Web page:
As I’ve stated in the past, I have a mixed relationship with the Pikmin franchise. Time limits turned me off from the original game, even though its premise, which revolves around collecting pieces of a wrecked ship, had lots of promise. Pikmin 2, on the other hand, is one of my favorite GameCube games because it ditches the time gimmick, even if its conceit of collecting treasure is a lot more routine. Pikmin 3, then, which released in 2013, stands out as one of Nintendo’s great unique developments of the 2010s.
Here we go again!
The premise of the game is pretty straightforward: You take the role of three explorers who crash-land on a mysterious planet during their search for materials that’ll save their home world from extinction. While on this planet, you’re reintroduced to the familiar species known as Pikmin, who’ve changed to adapt to their ever-evolving planet. You also discover that Olimar and Louie, the heroes of the previous game, have been taken prisoner by this planet’s hostile enemies. Through tenacity and the sheer will to survive, you’re forced to collect various fruits, bond with the local Pikmin, and discover why this weird planet keeps attracting visitors.
The objective of Pikmin 3 isn’t much different from that of previous games: land in a nearby region, wake up your Pikmin, scavenge the harsh terrain, and acquire your objectives. And all of this before sundown. What makes this game unique, however, is how it blends the mechanics of the previous entries. It seems as though fans were unhappy with Pikmin 2 ditching the day limit yet didn’t want the extreme anxiety of Pikmin‘s 30-day cycle. So Nintendo came to a compromise here: The time gimmick still exists, but it can be artificially extended by collecting fruit and pulverizing it into daily rations. The day limit does have a point of no return, as you can’t go beyond 100 days. But even then, you can also repeat a day if you’re unhappy with your outcome.
The Pikmin at the end of the rainbow
Another aspect that makes Pikmin 3 unique is, as always, its ever-changing roster of Pikmin. The original game had three colors to choose from: red, which is fire-resistant; yellow, which is electricity-resistant; and blue, which is water-resistant. Pikmin 2 added purple and white Pikmin to the mix, which had the features of super strength and the ability to find buried treasure respectively. Pikmin 3 ditches these additions in favor of two new types of its own. You still have the original three, but you also have Rock Pikmin and Winged Pikmin.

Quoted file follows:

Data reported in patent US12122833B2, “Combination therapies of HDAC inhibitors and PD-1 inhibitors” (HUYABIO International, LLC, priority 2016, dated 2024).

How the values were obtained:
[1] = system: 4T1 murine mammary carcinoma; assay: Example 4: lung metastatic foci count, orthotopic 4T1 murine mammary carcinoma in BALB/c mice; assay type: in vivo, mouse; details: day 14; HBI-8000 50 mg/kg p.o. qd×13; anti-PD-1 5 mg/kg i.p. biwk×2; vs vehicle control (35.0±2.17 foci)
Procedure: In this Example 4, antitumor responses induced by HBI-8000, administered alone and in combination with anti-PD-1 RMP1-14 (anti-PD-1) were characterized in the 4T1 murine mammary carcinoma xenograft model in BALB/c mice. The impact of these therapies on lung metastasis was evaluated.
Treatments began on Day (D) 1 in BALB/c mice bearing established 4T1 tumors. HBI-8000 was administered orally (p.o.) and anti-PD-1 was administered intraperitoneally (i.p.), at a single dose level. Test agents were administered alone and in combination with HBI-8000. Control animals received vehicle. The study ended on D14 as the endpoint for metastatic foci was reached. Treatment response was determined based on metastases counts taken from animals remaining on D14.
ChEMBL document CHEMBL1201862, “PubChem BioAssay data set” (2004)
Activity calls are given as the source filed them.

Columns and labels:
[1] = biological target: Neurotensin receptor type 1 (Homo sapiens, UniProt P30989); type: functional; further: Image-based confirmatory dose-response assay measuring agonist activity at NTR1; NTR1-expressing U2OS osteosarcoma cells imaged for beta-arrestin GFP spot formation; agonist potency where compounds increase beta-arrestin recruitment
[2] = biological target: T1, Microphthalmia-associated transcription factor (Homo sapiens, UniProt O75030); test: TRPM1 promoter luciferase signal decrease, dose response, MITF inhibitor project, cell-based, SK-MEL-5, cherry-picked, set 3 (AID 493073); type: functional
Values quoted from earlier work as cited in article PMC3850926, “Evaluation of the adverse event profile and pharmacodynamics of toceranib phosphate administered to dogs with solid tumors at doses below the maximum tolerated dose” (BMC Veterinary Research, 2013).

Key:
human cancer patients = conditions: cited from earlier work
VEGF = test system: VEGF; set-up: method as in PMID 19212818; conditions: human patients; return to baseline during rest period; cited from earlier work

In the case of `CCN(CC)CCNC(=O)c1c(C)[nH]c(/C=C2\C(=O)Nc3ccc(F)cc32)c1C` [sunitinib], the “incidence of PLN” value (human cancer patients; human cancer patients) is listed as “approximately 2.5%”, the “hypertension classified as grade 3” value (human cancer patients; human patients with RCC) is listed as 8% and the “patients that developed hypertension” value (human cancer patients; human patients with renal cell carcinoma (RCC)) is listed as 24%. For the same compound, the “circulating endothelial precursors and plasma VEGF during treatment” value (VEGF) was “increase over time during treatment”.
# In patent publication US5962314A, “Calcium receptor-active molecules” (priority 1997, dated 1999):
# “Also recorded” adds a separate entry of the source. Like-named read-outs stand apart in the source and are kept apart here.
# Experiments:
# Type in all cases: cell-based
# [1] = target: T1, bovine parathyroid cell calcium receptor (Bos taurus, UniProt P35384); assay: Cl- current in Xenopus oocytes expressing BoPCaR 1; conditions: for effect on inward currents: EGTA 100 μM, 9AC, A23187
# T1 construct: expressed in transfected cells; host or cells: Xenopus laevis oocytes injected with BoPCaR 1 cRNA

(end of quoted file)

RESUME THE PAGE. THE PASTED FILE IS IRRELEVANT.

While it’s disappointing not to be able to keep the Pikmin introduced in the previous game, I definitely think these are suitable replacements. Many of the objectives in Pikmin 3 require breaking walls and/or reaching high places, so having Pikmin that can be tossed like boulders or can fly makes sense. Rock Pikmin especially have the tactical advantage of being able to be used like catapults when matched with a pro, while Winged Pikmin do exactly what they say. They’re also pretty cute.
Putting the “strategy” in “real-time strategy”
But arguably the biggest improvement in Pikmin 3 is the ability to split your focus on your three team captains. Even outside of two-player options, which also exist in this game, having three team leaders makes for some interesting strategizing and prioritizing not present in previous games. It allows for the level map to open a lot more, which is helpful when facing bosses and wanting to explore at the same time. It’s something that takes a little getting used to at first, but after a while it becomes second nature. Also, the final boss is a real challenge, which might actually work in its favor considering how standard the final bosses were in the previous two games.
Pikmin 3 is definitely a fun and worthwhile addition to the Pikmin franchise. It has some issues — I often find myself struggling to remember where everything is on my Wii U game tablet — but it’s still worthy of being a Nintendo game of the decade.
See our other selections for game of the decade: Super Mario Odyssey, The Legend of Zelda: Breath of the Wild, Fire Emblem Awakening, Donkey Kong Country Returns & Tropical Freeze, Xenoblade Chronicles, and Super Smash Bros. Ultimate.